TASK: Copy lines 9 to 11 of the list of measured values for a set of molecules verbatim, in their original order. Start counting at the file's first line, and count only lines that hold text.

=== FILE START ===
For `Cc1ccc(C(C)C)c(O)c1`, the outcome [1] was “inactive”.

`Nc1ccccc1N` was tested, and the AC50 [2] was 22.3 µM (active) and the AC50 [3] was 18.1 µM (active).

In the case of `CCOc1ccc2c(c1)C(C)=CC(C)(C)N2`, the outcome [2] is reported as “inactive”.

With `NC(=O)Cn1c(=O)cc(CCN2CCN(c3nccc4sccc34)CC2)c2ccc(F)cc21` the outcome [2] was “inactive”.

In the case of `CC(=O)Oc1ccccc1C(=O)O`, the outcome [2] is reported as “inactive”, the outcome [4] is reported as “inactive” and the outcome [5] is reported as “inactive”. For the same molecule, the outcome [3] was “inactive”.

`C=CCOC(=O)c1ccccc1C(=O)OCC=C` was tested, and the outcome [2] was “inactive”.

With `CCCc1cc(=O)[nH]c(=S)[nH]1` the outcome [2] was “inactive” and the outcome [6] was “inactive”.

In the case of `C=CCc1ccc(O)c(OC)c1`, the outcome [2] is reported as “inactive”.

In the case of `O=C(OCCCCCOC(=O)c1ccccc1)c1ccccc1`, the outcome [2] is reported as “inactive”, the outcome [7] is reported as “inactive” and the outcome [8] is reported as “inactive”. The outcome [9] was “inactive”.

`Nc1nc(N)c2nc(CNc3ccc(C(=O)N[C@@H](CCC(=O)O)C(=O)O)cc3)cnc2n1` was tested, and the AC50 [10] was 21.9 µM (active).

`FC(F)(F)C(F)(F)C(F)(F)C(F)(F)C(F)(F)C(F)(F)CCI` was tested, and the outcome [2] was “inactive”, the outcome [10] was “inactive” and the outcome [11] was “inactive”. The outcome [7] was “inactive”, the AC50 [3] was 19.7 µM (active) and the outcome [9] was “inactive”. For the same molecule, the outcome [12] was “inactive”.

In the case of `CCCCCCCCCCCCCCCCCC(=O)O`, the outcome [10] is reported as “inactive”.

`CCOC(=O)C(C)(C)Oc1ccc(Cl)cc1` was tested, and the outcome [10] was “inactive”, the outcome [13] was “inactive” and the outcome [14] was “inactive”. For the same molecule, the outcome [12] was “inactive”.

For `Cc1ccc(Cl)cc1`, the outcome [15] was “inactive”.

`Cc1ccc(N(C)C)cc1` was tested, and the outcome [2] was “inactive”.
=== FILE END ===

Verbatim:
In the case of `O=C(OCCCCCOC(=O)c1ccccc1)c1ccccc1`, the outcome [2] is reported as “inactive”, the outcome [7] is reported as “inactive” and the outcome [8] is reported as “inactive”. The outcome [9] was “inactive”.

`Nc1nc(N)c2nc(CNc3ccc(C(=O)N[C@@H](CCC(=O)O)C(=O)O)cc3)cnc2n1` was tested, and the AC50 [10] was 21.9 µM (active).

`FC(F)(F)C(F)(F)C(F)(F)C(F)(F)C(F)(F)C(F)(F)CCI` was tested, and the outcome [2] was “inactive”, the outcome [10] was “inactive” and the outcome [11] was “inactive”. The outcome [7] was “inactive”, the AC50 [3] was 19.7 µM (active) and the outcome [9] was “inactive”. For the same molecule, the outcome [12] was “inactive”.